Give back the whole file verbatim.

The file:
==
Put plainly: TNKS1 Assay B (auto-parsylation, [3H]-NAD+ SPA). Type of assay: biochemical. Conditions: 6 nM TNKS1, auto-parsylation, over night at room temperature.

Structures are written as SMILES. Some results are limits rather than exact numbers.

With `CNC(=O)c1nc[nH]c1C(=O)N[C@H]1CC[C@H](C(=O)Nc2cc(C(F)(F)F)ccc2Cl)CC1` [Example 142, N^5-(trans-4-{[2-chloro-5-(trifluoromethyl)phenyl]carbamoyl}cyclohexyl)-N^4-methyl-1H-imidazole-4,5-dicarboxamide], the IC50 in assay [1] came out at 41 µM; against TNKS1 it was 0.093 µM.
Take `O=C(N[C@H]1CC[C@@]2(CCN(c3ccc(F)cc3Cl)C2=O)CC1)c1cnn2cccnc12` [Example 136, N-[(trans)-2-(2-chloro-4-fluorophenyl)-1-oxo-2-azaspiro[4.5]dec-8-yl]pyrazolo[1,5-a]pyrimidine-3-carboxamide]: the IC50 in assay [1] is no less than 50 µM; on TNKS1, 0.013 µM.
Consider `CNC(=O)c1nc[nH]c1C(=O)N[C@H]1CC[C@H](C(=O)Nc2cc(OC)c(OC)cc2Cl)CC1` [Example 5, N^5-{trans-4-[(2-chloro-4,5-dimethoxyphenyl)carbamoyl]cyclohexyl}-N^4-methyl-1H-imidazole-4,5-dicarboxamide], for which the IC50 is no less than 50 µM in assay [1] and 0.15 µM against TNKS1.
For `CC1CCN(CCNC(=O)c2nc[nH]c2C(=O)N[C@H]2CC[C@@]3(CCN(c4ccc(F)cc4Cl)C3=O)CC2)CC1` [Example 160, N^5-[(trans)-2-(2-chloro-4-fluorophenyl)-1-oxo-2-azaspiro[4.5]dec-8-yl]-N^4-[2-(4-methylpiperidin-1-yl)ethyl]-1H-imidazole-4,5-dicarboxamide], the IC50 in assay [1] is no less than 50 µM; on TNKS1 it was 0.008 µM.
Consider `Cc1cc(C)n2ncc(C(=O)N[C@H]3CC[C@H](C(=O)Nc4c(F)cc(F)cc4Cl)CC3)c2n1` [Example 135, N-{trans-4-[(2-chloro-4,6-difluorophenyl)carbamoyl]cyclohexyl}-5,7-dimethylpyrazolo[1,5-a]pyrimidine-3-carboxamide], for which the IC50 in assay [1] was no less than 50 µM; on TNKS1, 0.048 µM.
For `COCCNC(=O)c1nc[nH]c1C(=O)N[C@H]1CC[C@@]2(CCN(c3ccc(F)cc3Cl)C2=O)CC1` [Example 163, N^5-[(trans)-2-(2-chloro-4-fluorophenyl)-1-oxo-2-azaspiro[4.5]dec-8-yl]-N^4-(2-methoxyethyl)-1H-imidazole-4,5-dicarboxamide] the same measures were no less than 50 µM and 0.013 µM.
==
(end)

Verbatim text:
Put plainly: TNKS1 Assay B (auto-parsylation, [3H]-NAD+ SPA). Type of assay: biochemical. Conditions: 6 nM TNKS1, auto-parsylation, over night at room temperature.

Structures are written as SMILES. Some results are limits rather than exact numbers.

With `CNC(=O)c1nc[nH]c1C(=O)N[C@H]1CC[C@H](C(=O)Nc2cc(C(F)(F)F)ccc2Cl)CC1` [Example 142, N^5-(trans-4-{[2-chloro-5-(trifluoromethyl)phenyl]carbamoyl}cyclohexyl)-N^4-methyl-1H-imidazole-4,5-dicarboxamide], the IC50 in assay [1] came out at 41 µM; against TNKS1 it was 0.093 µM.
Take `O=C(N[C@H]1CC[C@@]2(CCN(c3ccc(F)cc3Cl)C2=O)CC1)c1cnn2cccnc12` [Example 136, N-[(trans)-2-(2-chloro-4-fluorophenyl)-1-oxo-2-azaspiro[4.5]dec-8-yl]pyrazolo[1,5-a]pyrimidine-3-carboxamide]: the IC50 in assay [1] is no less than 50 µM; on TNKS1, 0.013 µM.
Consider `CNC(=O)c1nc[nH]c1C(=O)N[C@H]1CC[C@H](C(=O)Nc2cc(OC)c(OC)cc2Cl)CC1` [Example 5, N^5-{trans-4-[(2-chloro-4,5-dimethoxyphenyl)carbamoyl]cyclohexyl}-N^4-methyl-1H-imidazole-4,5-dicarboxamide], for which the IC50 is no less than 50 µM in assay [1] and 0.15 µM against TNKS1.
For `CC1CCN(CCNC(=O)c2nc[nH]c2C(=O)N[C@H]2CC[C@@]3(CCN(c4ccc(F)cc4Cl)C3=O)CC2)CC1` [Example 160, N^5-[(trans)-2-(2-chloro-4-fluorophenyl)-1-oxo-2-azaspiro[4.5]dec-8-yl]-N^4-[2-(4-methylpiperidin-1-yl)ethyl]-1H-imidazole-4,5-dicarboxamide], the IC50 in assay [1] is no less than 50 µM; on TNKS1 it was 0.008 µM.
Consider `Cc1cc(C)n2ncc(C(=O)N[C@H]3CC[C@H](C(=O)Nc4c(F)cc(F)cc4Cl)CC3)c2n1` [Example 135, N-{trans-4-[(2-chloro-4,6-difluorophenyl)carbamoyl]cyclohexyl}-5,7-dimethylpyrazolo[1,5-a]pyrimidine-3-carboxamide], for which the IC50 in assay [1] was no less than 50 µM; on TNKS1, 0.048 µM.
For `COCCNC(=O)c1nc[nH]c1C(=O)N[C@H]1CC[C@@]2(CCN(c3ccc(F)cc3Cl)C2=O)CC1` [Example 163, N^5-[(trans)-2-(2-chloro-4-fluorophenyl)-1-oxo-2-azaspiro[4.5]dec-8-yl]-N^4-(2-methoxyethyl)-1H-imidazole-4,5-dicarboxamide] the same measures were no less than 50 µM and 0.013 µM.